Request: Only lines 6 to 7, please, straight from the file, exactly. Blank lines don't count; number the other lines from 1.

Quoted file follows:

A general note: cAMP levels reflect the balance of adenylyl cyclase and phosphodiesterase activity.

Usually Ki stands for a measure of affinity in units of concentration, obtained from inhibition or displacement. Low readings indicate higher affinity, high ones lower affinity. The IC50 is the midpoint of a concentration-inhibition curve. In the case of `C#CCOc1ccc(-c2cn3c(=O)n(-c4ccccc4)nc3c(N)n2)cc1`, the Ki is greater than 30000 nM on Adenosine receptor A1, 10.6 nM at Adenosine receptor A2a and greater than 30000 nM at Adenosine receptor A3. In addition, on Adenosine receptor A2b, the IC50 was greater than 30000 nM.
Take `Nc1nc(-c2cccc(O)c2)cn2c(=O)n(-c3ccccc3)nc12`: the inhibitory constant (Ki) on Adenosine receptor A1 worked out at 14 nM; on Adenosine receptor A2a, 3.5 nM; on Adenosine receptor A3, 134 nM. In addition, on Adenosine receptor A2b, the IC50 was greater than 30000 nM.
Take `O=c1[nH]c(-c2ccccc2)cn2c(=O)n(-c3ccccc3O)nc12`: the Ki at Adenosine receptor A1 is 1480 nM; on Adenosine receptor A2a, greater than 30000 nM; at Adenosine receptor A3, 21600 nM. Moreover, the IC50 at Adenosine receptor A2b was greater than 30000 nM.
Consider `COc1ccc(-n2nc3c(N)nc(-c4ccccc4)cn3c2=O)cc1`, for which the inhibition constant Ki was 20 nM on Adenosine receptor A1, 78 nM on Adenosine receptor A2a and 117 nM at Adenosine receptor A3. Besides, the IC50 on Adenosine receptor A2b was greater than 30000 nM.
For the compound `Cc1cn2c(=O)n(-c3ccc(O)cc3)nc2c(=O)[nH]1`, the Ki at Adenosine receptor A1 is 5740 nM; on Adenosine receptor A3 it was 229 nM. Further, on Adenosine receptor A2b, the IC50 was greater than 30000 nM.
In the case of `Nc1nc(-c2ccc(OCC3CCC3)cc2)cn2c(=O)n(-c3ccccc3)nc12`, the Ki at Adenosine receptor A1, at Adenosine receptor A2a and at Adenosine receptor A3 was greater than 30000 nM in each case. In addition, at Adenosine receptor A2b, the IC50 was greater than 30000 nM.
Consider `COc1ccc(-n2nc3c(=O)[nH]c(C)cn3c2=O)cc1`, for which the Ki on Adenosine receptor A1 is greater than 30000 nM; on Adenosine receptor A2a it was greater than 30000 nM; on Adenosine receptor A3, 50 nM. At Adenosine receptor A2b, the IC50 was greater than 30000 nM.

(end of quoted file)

For the compound `Cc1cn2c(=O)n(-c3ccc(O)cc3)nc2c(=O)[nH]1`, the Ki at Adenosine receptor A1 is 5740 nM; on Adenosine receptor A3 it was 229 nM. Further, on Adenosine receptor A2b, the IC50 was greater than 30000 nM.
In the case of `Nc1nc(-c2ccc(OCC3CCC3)cc2)cn2c(=O)n(-c3ccccc3)nc12`, the Ki at Adenosine receptor A1, at Adenosine receptor A2a and at Adenosine receptor A3 was greater than 30000 nM in each case. In addition, at Adenosine receptor A2b, the IC50 was greater than 30000 nM.